Red Eyes on the Superhighway



Once upon a time, when computers started communicating – and infecting – one another over a network we likened it to a spider’s web – a World Wide Web. What a brilliant metaphor it was!

BBC TV News was once classy (I’m guessing Michael Burke would already have been in post-Biblical tragedy era). They would mention the latest innovations in technology, referring to the Internet as ‘the so-called information superhighway’ and we would all fantasise about sparks and flashes racing through fibre-optic cables. Rather like doing eighty-five on the M1.

At about three am yesterday morning I was not so much emulating a pulse along a digital pipe, as nervously tip-toeing down the slow lane doing about sixty-five. Honest, officer.

I’m losing coolant fluid from somewhere in my rusty SAAB which has just passed a loyal but legal 135,000 miles and coming to an overheated halt at that time, and in heavy spray, wasn’t half as enticing as a soft pillow at home. (I eventually managed that destination a little past five. But as an addendum to We’re Locked In where I mention a furry visitor that left pellets in our kitchen, I was woken only two hours later by two very excited children who had caught our resident rodent on a sticky pad, its exhausted little body apparently gone into cardiogenic shock on the gluey surface).

But never mind what we’re already calling the second version of the Web. We ought to be thinking up clever new nouns now for the Internet – not a simple Two-point-Oh which already seems a bit passé and not really stretching creative earthlings’ brains.

I want to know who claims the honour of realising the name Cyberspace, or the Net; the Web; the infobahn; the Info Strada or the bloody Superinformationsuperbloodyhighway? When we next dream up the future for the Web, as a sign of respect to shrinking cultures I think we should be delving into their ancient languages that somehow get right to the point. What would the Mud Men of Papua New Guinea (PNG) use in Pidgin English for example?

Well to offer some clues, some of my favourite entries in their dictionary are:

Ples bilong klaut (the sky); Man bilong bikmaus (a loudmouth); Bokis wailis wantem piksa (TV); Tok baksait (to gossip); Toksave (information).

I can’t imagine broadband hasn’t yet reached the foothills of remotest Mount Hagen, so let’s hazard a guess at “taipraita akselareta skulim fella” but I’d be delighted to be proved wrong if anyone can offer a true alternative. It doesn’t have quite the same arachnid tangle about it but it would probably explain the idea to their tribal drummers, in a Tim Berners-Lee kind of way.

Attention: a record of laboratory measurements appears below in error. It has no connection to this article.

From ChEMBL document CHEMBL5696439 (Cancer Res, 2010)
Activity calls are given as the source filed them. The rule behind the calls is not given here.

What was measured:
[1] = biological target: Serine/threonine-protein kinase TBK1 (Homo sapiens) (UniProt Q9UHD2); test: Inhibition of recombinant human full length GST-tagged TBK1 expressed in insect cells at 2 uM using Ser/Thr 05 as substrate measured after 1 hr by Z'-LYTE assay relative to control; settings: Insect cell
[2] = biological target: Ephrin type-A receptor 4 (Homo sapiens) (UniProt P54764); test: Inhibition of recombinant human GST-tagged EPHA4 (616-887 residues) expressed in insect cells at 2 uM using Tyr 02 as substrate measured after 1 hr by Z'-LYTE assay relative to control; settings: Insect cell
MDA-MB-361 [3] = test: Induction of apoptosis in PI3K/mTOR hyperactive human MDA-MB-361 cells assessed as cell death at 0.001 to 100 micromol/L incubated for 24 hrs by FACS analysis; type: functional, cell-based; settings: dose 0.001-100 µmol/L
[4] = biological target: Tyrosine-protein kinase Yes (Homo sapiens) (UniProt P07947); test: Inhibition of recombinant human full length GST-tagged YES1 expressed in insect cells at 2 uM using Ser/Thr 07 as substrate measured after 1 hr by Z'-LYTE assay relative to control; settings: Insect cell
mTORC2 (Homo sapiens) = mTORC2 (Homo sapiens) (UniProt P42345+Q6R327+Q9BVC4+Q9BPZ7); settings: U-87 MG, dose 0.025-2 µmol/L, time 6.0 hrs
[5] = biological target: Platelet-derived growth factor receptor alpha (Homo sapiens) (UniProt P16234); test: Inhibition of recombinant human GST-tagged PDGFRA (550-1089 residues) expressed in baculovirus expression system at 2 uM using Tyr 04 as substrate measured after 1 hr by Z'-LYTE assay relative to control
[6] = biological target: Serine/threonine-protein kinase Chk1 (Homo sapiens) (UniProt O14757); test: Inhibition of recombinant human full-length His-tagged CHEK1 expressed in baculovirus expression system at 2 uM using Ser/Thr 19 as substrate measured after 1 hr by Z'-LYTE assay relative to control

Aren’t we all just out there in the forest, beating on tree trunks to get our message across the valley? For now I’m afraid, the M1s of Cyberspace and the new Web 2.0 – will have to do.


6 Responses to “Red Eyes on the Superhighway”

  1. Interesting, but why Blake?

  2. Why Blake. Well firstly see First Post. But also, watching the Promenade Concerts at the Albert Hall every year on TV brings back – maybe not Arrows of Desire – but a sense of what makes us/me British. It’s one of those questions I’ve asking myself and Blake has been there to confuse me even more.

    That’s probably not the answer you were looking for.

  3. Sigh, the closest I seem to come to anglo-centric is a premier league football yobbo, but I like your work.

  4. Well thanks Western. Any time you need some tastes of home just write ..

  5. The information super highway is called so because it takes after our own highways/motorways…it is clogged with junk, potholes in form of sites you wish weren’t there and spam after the amount of road signs you sit and read and re-read doing a measly 2 miles and hour…note that I do find the road signs more entertaining than the spam…

  6. Indeed, our roads are as hypnotic to boy-racers doing 100mph in fog as they are polluted with middle-aged drivers hogging the middle-lane.

    I hope you’re neither middle-aged nor a middle-of-the-road music-lover SLB. Anyone who likes Mariah Carey needs to be strapped to the back of an artic.

    There’s middle-lane waffle for you!

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